One significant announcement (which actually came a few weeks before Dreamforce) was the re-branding of Chatter Communities to Salesforce Community Cloud, thus elevating external customer forums to a similar marketing level as Salesforce.com's Sales, Marketing and Service applications. The Community cloud offers: customisation options enabling customers to configure the user experience to match their corporate theme, mobile access, automatic tagging of posts and dashboards for reporting community activity.


Salesforce Files was enhanced with Files Connect, which enables companies to aggregate access to files from multiple sources including Google and Microsoft drives in a single place. Salesforce Files is well integrated with the various Salesforce.com applications, but unfortunately there is no stand-alone or consumer service similar to Box, DropBox, Microsoft OneDrive, Google Drive or other cloud file-storage services.



While on the topic of collaboration tools, below are the slides from the presentation I gave at Dreamforce on the future of collaboration tools, focusing on the areas of context, sentiment and intelligence.




Salesforce Lightning

At Dreamforce 2013 Salesforce.com introduced us to their new application development platform, Salesforce1. This year they added to this with a visual application development tool aimed at allowing business professionals to build their own applications via drag and drop. The people that build these types of applications are often referred to as Citizen Developers. The concept of drag and drop application development has been around for many years. There are dozens of tools that allow this, and as the Build Your Own Application (BYOA) movement grows new options are popping up all the time.

On the surface it may sound like a good idea to allow business professionals to build their own applications, but in most cases application development requires both technical and design skills that business professionals do not possess. For example it's not enough to just know how to drag-and-drop components onto a canvas, developers need to understand user experience and user interface principles in order to make a successful application. That said, business professionals typically understand the details of their business process better than coders. So the best bet is to allow these two groups to work together, perhaps starting with a prototype built via drag and drop which is then finished by a skilled coder.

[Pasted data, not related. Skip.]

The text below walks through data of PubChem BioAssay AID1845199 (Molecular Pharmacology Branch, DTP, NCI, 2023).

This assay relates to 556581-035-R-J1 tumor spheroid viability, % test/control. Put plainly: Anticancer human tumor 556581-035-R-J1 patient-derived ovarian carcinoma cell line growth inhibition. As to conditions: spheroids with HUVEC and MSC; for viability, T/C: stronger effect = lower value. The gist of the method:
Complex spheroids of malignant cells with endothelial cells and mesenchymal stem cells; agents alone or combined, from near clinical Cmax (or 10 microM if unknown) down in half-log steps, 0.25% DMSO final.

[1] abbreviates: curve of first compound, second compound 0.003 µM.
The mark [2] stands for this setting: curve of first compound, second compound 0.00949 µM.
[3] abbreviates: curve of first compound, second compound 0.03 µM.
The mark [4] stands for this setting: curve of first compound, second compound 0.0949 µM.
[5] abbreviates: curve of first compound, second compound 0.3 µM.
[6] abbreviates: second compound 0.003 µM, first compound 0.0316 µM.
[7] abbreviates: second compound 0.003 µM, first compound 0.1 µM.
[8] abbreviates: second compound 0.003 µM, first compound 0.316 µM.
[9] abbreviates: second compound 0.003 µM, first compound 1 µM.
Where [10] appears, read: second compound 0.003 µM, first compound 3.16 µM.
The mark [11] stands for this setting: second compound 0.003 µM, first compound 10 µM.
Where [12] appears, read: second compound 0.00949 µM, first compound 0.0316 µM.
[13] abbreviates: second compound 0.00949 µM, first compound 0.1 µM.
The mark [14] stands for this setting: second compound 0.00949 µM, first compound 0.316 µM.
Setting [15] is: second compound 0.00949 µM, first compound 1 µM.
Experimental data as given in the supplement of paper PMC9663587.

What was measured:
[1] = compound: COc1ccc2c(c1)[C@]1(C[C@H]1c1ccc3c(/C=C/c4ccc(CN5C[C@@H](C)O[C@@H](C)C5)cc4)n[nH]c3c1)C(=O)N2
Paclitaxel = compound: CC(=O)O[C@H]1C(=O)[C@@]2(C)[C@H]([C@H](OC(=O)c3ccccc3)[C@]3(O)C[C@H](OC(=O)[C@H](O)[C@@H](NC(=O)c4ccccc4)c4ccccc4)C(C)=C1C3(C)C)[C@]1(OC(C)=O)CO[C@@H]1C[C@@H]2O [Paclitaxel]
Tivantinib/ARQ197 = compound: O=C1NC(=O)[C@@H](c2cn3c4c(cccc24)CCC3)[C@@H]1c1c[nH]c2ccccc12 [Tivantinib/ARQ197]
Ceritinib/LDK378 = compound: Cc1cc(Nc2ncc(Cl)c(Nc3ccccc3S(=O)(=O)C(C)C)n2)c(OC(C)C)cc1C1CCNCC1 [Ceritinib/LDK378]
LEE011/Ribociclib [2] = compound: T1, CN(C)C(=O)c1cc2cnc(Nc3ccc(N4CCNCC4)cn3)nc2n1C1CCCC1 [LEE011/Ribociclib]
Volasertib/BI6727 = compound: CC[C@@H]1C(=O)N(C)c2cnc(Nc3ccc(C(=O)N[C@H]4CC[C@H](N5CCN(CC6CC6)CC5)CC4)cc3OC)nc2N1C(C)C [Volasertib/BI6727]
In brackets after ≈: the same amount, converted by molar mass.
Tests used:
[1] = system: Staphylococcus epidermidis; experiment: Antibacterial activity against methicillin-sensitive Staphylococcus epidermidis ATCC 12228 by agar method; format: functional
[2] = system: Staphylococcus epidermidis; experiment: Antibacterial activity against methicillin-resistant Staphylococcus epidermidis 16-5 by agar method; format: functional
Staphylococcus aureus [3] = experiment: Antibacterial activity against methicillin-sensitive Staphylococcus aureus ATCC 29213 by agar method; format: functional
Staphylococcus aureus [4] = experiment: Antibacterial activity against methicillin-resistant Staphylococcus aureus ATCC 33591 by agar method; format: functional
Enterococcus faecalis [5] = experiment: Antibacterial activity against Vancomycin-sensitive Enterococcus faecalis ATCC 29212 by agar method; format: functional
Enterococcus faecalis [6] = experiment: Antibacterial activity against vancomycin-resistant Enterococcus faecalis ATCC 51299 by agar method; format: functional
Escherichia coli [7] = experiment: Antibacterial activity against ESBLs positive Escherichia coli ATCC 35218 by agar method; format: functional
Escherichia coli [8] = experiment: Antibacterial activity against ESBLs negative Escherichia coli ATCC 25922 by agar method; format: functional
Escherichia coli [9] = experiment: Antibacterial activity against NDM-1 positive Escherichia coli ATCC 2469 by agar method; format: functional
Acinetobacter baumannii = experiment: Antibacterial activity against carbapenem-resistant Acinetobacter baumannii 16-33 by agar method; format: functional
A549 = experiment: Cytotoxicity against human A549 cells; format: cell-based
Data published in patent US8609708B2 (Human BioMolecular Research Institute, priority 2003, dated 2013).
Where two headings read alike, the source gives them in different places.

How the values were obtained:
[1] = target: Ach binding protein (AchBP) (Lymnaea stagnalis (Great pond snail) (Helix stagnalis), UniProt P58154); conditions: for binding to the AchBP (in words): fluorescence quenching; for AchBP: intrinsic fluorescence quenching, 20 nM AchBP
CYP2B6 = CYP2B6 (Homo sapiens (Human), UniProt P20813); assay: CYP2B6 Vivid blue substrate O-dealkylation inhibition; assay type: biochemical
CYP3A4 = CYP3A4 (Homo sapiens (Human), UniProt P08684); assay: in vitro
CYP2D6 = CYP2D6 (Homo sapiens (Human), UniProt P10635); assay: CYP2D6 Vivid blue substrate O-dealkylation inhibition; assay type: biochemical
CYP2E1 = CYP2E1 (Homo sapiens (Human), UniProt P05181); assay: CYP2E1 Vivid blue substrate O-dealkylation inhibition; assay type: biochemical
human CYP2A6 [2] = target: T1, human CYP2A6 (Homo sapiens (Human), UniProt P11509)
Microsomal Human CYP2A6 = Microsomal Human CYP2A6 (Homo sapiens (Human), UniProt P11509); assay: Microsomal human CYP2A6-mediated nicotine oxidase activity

Salesforce Analytics Cloud (Wave)

Perhaps the worse kept secret before Dreamforce was that they would be introducing a new analytics application. Once the news was out and people could see Wave, many people in the industry got into heated discussions on the differences in reporting, analytics and business intelligence. Rather than continue those debates here, I am just going to comment on Wave with respect to collaboration.

I was pleased to see that even in the first release, sharing reports via Chatter is available. That means people can create a report in Wave, then share it with their colleagues in a post in the Chatter stream, enabling open discussion about the information. This is much more effective than the common practice of creating a spreadsheet or slidedeck and emailing it around to a team. Unfortunately, at this time Wave only provides reports on the Sales, Marketing and Service clouds; meaning reports are not available yet on the usage of Chatter, Files or Communities. I was told these are on the roadmap.




For More Information

For detailed thoughts on Salesforce.com's new reporting (Wave) and application development (Lightning) applications, please watch the following video that my colleagues Holger Mueller, Natalie Petouhoff and I recorded: